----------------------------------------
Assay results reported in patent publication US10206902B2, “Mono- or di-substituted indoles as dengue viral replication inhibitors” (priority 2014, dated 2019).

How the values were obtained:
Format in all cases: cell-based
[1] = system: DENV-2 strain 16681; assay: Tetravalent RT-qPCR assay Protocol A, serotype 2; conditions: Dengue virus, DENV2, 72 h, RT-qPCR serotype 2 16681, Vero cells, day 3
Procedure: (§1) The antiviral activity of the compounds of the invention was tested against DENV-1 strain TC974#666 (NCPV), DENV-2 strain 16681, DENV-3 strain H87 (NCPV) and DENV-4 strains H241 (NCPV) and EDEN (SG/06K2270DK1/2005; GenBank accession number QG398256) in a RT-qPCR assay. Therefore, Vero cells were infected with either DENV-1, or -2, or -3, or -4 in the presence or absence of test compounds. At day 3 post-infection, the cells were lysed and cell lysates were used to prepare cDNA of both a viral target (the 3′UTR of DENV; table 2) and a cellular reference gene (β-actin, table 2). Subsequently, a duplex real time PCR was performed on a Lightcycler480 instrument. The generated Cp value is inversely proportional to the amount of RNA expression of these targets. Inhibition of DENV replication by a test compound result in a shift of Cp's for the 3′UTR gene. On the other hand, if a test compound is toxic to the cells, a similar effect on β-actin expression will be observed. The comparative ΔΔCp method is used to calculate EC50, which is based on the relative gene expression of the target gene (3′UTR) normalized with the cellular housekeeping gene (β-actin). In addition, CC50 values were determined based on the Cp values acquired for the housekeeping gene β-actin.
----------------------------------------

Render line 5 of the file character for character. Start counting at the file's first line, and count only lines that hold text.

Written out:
Procedure: (§1) The antiviral activity of the compounds of the invention was tested against DENV-1 strain TC974#666 (NCPV), DENV-2 strain 16681, DENV-3 strain H87 (NCPV) and DENV-4 strains H241 (NCPV) and EDEN (SG/06K2270DK1/2005; GenBank accession number QG398256) in a RT-qPCR assay. Therefore, Vero cells were infected with either DENV-1, or -2, or -3, or -4 in the presence or absence of test compounds. At day 3 post-infection, the cells were lysed and cell lysates were used to prepare cDNA of both a viral target (the 3′UTR of DENV; table 2) and a cellular reference gene (β-actin, table 2). Subsequently, a duplex real time PCR was performed on a Lightcycler480 instrument. The generated Cp value is inversely proportional to the amount of RNA expression of these targets. Inhibition of DENV replication by a test compound result in a shift of Cp's for the 3′UTR gene. On the other hand, if a test compound is toxic to the cells, a similar effect on β-actin expression will be observed. The comparative ΔΔCp method is used to calculate EC50, which is based on the relative gene expression of the target gene (3′UTR) normalized with the cellular housekeeping gene (β-actin). In addition, CC50 values were determined based on the Cp values acquired for the housekeeping gene β-actin.